Calibrating the PLab spectrometer for absolute intensity will likely remain a difficult and expensive concept. However, I'd like to propose a simpler method of at least improving the relative accuracy of the spectra users can display.
Web-Cam Limits A Compact Florescent Lamp (CFL) provides an inexpensive source for calibrating the PLab spectrometers for wavelength because the CFL has several stable emission lines at known frequencies. However, calibrating the spectrometer for relative intensity over that same range is harder because there are no readily available light sources with uniform output energy over the full visible range of wavelengths. In addition, the sensitivity of digital camera (like the Sanm web-cam) vary substantially with the color of light. Consider this first graphic:
The measurement data came from an prototype upgraded PLab 3 spectrometer (http://publiclab.org/notes/stoft/03-02-2015/plab-3-spectrometer-upgrade-prototype) and the solar reference data came from the web. The plot show the familiar RGB and averaged-RGB plots that are viewable in SpectralWorkBench (SWB). Notice that the 'Magenta' measured data (from observing the sun) looks only vaguely like the reference spectral curve of 5780K sunlight. Why?
Well, notice the three RGB measured curves. The Blue filtered curve not only cuts off sharply just below 400nm but it is nowhere near "flat" within its 400-500nm span. Similarly, the Green and Red curves 'roll-off' rapidly at either end of their filter ranges and their center-peak gains are different. Combining the curves together does construct a broader range, but the sun still emits significant energy well past the camera's 400nm cut-off and the gain between is non-uniform. Above 650nm the Red filter does pass some near infrared but the signal is weak and rather noisy. So, there are some inherent limits but also notice that the solar spectrum, though not flat, is relatively 'smooth' (as opposed to a CFL for instance) and does extend past either end of the Sanm camera's sensitivity range. So, why not take advantage of the sun's spectrum to improve the accuracy of PLab spectral plots?
Solar Reference Below is a graphic with plots showing the process of gain-correcting the PLab data to match the reference solar spectrum:
Again, the Black is the sun's spectra, the Magenta is the averaged-RGB PLab device measured spectra from the sun and the Red is the gain-corrected measured solar spectrum. Note that this gain-corrected spectra looks quite similar to the reference plot -- although it does have more noise. The Green plot is the gain-correction curve which represents the multiplier values to be applied to the device data to correct for the fact that the sensitivity (or gain) of each of the RGB channels is not "flat" -- that each channel's data rolls-off rapidly at each end of its pass-band and that simply combining them does not fix this issue.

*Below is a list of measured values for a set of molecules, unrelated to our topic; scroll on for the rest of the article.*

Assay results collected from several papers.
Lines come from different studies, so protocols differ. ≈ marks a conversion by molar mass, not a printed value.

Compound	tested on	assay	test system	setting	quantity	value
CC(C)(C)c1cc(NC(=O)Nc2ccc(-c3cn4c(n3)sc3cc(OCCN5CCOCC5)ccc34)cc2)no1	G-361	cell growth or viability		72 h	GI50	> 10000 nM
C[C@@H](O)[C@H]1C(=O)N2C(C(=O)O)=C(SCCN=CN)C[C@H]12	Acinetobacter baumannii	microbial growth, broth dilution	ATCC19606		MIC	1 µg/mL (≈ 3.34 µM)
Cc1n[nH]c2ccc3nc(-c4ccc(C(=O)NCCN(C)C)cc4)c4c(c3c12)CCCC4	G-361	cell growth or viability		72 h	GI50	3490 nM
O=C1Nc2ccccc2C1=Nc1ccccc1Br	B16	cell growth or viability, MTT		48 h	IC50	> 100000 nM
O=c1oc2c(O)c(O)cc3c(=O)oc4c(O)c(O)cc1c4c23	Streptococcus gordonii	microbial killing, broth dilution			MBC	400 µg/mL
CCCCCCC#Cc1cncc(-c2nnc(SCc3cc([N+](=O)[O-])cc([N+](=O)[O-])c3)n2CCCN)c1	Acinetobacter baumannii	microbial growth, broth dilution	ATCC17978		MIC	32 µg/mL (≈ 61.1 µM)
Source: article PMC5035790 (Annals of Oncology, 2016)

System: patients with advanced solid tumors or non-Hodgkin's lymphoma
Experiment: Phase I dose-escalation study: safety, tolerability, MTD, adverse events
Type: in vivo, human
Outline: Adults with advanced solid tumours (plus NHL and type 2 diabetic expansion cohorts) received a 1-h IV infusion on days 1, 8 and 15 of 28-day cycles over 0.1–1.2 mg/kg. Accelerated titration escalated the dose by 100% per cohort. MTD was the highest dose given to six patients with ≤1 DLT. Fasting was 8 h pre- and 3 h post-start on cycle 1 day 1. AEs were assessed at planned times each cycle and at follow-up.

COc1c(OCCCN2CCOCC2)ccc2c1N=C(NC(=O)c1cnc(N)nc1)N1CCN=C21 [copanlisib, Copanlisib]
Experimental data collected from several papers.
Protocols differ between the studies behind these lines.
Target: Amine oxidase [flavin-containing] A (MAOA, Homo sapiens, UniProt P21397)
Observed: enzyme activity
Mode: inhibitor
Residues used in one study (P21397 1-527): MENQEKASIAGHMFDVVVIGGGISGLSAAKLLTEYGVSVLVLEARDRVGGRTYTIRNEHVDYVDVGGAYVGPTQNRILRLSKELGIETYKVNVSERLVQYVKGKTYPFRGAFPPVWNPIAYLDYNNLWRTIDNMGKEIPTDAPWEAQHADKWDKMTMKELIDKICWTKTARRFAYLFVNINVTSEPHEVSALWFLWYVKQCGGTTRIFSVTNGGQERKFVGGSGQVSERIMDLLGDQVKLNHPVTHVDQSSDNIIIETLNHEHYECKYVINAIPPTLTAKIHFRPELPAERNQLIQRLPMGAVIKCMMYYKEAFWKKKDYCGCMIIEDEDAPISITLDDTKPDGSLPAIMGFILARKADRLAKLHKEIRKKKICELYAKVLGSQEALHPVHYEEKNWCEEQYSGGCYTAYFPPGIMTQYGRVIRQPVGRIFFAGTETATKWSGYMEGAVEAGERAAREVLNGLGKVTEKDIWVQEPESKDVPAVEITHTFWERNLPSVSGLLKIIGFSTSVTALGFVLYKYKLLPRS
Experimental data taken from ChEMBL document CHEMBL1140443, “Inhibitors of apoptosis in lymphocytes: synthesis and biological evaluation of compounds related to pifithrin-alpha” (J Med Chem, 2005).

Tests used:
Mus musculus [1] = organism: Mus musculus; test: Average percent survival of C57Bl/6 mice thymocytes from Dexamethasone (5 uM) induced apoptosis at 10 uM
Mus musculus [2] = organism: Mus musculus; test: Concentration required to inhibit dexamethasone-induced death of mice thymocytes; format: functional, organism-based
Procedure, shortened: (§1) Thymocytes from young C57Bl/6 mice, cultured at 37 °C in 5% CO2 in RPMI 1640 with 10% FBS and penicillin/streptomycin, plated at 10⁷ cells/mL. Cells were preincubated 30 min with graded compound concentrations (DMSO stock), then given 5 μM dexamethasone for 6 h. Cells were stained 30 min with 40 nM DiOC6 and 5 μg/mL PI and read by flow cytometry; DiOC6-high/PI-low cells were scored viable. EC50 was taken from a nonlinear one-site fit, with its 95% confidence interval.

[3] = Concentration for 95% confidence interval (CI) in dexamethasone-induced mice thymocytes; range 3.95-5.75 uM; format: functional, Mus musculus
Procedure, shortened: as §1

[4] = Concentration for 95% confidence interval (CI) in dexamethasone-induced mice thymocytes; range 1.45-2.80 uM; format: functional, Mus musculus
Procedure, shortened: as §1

[Side Note: The gain-correction curve is a product of several processing steps including averaging (because correcting noise just produces noise) and synthetic "repair" of the noisy spectral ends where there is little to no signal. When signal levels become buried in the noise, the potential for the gain value to mathematically 'blow up' is very real. So, below 385nm and above 715nm, I induced a cosine 'roll-off' to zero. There's no useful data at 300nm or 800nm.]
Sanity Check As a sanity check, I took this same correction curve and applied it to the CFL data which was originally used to calibrate the measured sun spectra:
As you can see, the gain-correction curve is well-behaved in that background noise (including the ends of the spectrum) is not over-amplified and the relative peak sizes look appropriately similar to those published on the web. In addition, the peak shapes and regions with more CFL noise (570-600nm) look well behaved.
Final Thoughts Because the production of digital camera silicon devices and products is such a tightly controlled process, it may be possible to create a "standardized" gain-correction curve for each camera type or model and thereby provide a first-order correction within SWB itself. Individual gain-calibrations could always be performed but evidence suggests that noise levels alone will mean the gain-correction curve must remain smoothed approximations.